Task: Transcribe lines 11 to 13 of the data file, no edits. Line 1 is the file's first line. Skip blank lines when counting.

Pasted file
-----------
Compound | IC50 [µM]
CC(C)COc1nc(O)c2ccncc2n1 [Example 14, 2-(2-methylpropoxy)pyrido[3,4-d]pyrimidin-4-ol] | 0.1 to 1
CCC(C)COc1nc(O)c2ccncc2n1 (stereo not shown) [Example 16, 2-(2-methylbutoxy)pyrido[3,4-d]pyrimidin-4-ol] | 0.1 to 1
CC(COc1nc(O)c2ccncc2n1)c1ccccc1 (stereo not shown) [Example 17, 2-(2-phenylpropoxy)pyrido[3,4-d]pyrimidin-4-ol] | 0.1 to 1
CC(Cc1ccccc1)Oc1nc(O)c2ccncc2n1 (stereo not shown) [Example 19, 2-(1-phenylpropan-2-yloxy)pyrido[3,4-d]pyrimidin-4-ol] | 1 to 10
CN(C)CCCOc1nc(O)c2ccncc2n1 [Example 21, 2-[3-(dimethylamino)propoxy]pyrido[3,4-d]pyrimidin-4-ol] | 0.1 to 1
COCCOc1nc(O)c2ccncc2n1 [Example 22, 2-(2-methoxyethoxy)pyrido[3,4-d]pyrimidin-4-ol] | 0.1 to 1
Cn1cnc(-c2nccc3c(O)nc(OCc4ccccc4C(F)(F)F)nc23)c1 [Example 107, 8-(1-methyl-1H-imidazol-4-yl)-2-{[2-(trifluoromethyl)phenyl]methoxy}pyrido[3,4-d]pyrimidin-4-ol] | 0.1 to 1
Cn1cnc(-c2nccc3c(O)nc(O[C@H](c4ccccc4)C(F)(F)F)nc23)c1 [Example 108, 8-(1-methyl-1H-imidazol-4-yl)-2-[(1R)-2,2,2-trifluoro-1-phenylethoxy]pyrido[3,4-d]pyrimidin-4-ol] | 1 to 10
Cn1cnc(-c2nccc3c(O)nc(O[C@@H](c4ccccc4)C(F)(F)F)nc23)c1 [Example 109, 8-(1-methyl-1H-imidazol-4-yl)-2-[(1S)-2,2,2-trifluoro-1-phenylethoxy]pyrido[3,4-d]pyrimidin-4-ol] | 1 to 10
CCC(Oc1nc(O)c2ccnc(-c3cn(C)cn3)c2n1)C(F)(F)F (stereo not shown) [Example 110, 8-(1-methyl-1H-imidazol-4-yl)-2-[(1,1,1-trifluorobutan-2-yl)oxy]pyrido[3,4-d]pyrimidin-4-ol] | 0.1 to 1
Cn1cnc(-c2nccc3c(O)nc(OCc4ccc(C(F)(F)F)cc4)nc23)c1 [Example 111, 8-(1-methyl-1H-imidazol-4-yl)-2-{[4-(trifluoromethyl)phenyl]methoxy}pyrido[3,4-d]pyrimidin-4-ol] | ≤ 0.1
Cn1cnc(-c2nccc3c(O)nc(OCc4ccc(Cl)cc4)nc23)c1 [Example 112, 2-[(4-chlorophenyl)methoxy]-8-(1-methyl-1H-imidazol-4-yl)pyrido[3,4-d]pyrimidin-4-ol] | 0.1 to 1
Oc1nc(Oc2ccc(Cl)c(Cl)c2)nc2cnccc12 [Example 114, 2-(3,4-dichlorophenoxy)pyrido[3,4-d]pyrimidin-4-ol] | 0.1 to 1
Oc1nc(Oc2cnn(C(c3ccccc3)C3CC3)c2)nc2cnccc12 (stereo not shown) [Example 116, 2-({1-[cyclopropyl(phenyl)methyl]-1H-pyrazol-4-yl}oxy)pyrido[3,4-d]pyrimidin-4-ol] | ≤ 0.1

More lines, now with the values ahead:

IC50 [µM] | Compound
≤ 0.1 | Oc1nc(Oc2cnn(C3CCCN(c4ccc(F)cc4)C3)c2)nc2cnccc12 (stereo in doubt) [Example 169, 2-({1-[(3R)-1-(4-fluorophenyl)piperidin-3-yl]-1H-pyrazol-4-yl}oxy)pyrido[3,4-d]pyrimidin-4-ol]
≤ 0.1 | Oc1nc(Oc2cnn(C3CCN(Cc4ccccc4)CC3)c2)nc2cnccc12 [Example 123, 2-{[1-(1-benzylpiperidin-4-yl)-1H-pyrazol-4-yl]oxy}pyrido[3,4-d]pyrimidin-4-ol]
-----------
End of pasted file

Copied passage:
CCC(Oc1nc(O)c2ccnc(-c3cn(C)cn3)c2n1)C(F)(F)F (stereo not shown) [Example 110, 8-(1-methyl-1H-imidazol-4-yl)-2-[(1,1,1-trifluorobutan-2-yl)oxy]pyrido[3,4-d]pyrimidin-4-ol] | 0.1 to 1
Cn1cnc(-c2nccc3c(O)nc(OCc4ccc(C(F)(F)F)cc4)nc23)c1 [Example 111, 8-(1-methyl-1H-imidazol-4-yl)-2-{[4-(trifluoromethyl)phenyl]methoxy}pyrido[3,4-d]pyrimidin-4-ol] | ≤ 0.1
Cn1cnc(-c2nccc3c(O)nc(OCc4ccc(Cl)cc4)nc23)c1 [Example 112, 2-[(4-chlorophenyl)methoxy]-8-(1-methyl-1H-imidazol-4-yl)pyrido[3,4-d]pyrimidin-4-ol] | 0.1 to 1